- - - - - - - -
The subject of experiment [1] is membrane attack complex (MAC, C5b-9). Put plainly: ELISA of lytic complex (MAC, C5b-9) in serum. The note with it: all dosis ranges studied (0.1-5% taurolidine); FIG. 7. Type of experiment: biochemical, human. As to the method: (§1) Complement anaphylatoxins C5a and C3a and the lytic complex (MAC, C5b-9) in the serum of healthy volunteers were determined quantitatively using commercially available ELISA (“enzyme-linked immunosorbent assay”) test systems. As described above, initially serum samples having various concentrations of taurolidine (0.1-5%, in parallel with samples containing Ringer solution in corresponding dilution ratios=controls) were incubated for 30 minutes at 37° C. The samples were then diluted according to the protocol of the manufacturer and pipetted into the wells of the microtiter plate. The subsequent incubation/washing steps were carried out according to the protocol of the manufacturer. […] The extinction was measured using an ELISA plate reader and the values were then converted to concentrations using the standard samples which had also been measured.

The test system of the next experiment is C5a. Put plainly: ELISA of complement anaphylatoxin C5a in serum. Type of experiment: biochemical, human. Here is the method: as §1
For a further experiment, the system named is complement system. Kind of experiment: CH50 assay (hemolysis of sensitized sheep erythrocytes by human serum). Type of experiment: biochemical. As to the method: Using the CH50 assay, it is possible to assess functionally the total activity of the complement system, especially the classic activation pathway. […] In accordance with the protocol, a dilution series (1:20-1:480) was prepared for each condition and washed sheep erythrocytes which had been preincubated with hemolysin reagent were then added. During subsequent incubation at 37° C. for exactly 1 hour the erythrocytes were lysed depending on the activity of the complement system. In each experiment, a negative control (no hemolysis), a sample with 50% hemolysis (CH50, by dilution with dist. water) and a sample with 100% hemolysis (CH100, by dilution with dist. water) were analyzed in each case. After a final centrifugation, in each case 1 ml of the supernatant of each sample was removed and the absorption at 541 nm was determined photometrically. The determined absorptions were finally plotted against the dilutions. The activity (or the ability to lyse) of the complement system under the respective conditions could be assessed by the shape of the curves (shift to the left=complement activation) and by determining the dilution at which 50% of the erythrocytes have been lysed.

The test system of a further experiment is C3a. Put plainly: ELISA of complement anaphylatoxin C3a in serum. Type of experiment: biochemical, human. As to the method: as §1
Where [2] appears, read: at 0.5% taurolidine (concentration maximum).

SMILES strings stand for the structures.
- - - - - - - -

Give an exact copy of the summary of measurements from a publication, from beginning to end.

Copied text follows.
The subject of experiment [1] is membrane attack complex (MAC, C5b-9). Put plainly: ELISA of lytic complex (MAC, C5b-9) in serum. The note with it: all dosis ranges studied (0.1-5% taurolidine); FIG. 7. Type of experiment: biochemical, human. As to the method: (§1) Complement anaphylatoxins C5a and C3a and the lytic complex (MAC, C5b-9) in the serum of healthy volunteers were determined quantitatively using commercially available ELISA (“enzyme-linked immunosorbent assay”) test systems. As described above, initially serum samples having various concentrations of taurolidine (0.1-5%, in parallel with samples containing Ringer solution in corresponding dilution ratios=controls) were incubated for 30 minutes at 37° C. The samples were then diluted according to the protocol of the manufacturer and pipetted into the wells of the microtiter plate. The subsequent incubation/washing steps were carried out according to the protocol of the manufacturer. […] The extinction was measured using an ELISA plate reader and the values were then converted to concentrations using the standard samples which had also been measured.

The test system of the next experiment is C5a. Put plainly: ELISA of complement anaphylatoxin C5a in serum. Type of experiment: biochemical, human. Here is the method: as §1
For a further experiment, the system named is complement system. Kind of experiment: CH50 assay (hemolysis of sensitized sheep erythrocytes by human serum). Type of experiment: biochemical. As to the method: Using the CH50 assay, it is possible to assess functionally the total activity of the complement system, especially the classic activation pathway. […] In accordance with the protocol, a dilution series (1:20-1:480) was prepared for each condition and washed sheep erythrocytes which had been preincubated with hemolysin reagent were then added. During subsequent incubation at 37° C. for exactly 1 hour the erythrocytes were lysed depending on the activity of the complement system. In each experiment, a negative control (no hemolysis), a sample with 50% hemolysis (CH50, by dilution with dist. water) and a sample with 100% hemolysis (CH100, by dilution with dist. water) were analyzed in each case. After a final centrifugation, in each case 1 ml of the supernatant of each sample was removed and the absorption at 541 nm was determined photometrically. The determined absorptions were finally plotted against the dilutions. The activity (or the ability to lyse) of the complement system under the respective conditions could be assessed by the shape of the curves (shift to the left=complement activation) and by determining the dilution at which 50% of the erythrocytes have been lysed.

The test system of a further experiment is C3a. Put plainly: ELISA of complement anaphylatoxin C3a in serum. Type of experiment: biochemical, human. As to the method: as §1
Where [2] appears, read: at 0.5% taurolidine (concentration maximum).

SMILES strings stand for the structures.